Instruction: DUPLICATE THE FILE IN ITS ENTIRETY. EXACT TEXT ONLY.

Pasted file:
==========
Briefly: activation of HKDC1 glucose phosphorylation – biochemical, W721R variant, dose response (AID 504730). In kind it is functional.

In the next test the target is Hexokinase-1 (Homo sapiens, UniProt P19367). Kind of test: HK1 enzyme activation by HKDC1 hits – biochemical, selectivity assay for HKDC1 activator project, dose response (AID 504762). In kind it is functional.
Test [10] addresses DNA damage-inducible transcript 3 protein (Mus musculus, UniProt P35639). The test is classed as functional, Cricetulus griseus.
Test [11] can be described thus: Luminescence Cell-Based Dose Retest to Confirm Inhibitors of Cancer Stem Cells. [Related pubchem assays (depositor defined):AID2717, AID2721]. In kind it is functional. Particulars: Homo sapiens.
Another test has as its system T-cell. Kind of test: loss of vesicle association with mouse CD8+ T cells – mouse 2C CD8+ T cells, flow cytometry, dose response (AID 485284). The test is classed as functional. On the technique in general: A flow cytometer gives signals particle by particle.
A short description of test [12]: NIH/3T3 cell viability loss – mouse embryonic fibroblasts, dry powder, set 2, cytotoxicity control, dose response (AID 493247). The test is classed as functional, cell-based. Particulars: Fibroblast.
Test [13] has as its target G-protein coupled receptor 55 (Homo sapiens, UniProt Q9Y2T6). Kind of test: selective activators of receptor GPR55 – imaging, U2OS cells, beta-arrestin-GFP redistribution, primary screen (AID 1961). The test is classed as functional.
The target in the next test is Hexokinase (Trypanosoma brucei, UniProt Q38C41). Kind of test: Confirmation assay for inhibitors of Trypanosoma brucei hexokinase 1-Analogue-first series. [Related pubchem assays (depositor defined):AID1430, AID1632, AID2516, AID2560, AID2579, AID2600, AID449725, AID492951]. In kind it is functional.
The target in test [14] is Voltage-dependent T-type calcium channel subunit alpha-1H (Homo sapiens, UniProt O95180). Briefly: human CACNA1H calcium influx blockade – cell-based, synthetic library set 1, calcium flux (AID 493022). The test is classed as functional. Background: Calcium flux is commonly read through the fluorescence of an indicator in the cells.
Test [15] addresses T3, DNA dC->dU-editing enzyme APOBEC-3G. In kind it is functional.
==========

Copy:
Briefly: activation of HKDC1 glucose phosphorylation – biochemical, W721R variant, dose response (AID 504730). In kind it is functional.

In the next test the target is Hexokinase-1 (Homo sapiens, UniProt P19367). Kind of test: HK1 enzyme activation by HKDC1 hits – biochemical, selectivity assay for HKDC1 activator project, dose response (AID 504762). In kind it is functional.
Test [10] addresses DNA damage-inducible transcript 3 protein (Mus musculus, UniProt P35639). The test is classed as functional, Cricetulus griseus.
Test [11] can be described thus: Luminescence Cell-Based Dose Retest to Confirm Inhibitors of Cancer Stem Cells. [Related pubchem assays (depositor defined):AID2717, AID2721]. In kind it is functional. Particulars: Homo sapiens.
Another test has as its system T-cell. Kind of test: loss of vesicle association with mouse CD8+ T cells – mouse 2C CD8+ T cells, flow cytometry, dose response (AID 485284). The test is classed as functional. On the technique in general: A flow cytometer gives signals particle by particle.
A short description of test [12]: NIH/3T3 cell viability loss – mouse embryonic fibroblasts, dry powder, set 2, cytotoxicity control, dose response (AID 493247). The test is classed as functional, cell-based. Particulars: Fibroblast.
Test [13] has as its target G-protein coupled receptor 55 (Homo sapiens, UniProt Q9Y2T6). Kind of test: selective activators of receptor GPR55 – imaging, U2OS cells, beta-arrestin-GFP redistribution, primary screen (AID 1961). The test is classed as functional.
The target in the next test is Hexokinase (Trypanosoma brucei, UniProt Q38C41). Kind of test: Confirmation assay for inhibitors of Trypanosoma brucei hexokinase 1-Analogue-first series. [Related pubchem assays (depositor defined):AID1430, AID1632, AID2516, AID2560, AID2579, AID2600, AID449725, AID492951]. In kind it is functional.
The target in test [14] is Voltage-dependent T-type calcium channel subunit alpha-1H (Homo sapiens, UniProt O95180). Briefly: human CACNA1H calcium influx blockade – cell-based, synthetic library set 1, calcium flux (AID 493022). The test is classed as functional. Background: Calcium flux is commonly read through the fluorescence of an indicator in the cells.
Test [15] addresses T3, DNA dC->dU-editing enzyme APOBEC-3G. In kind it is functional.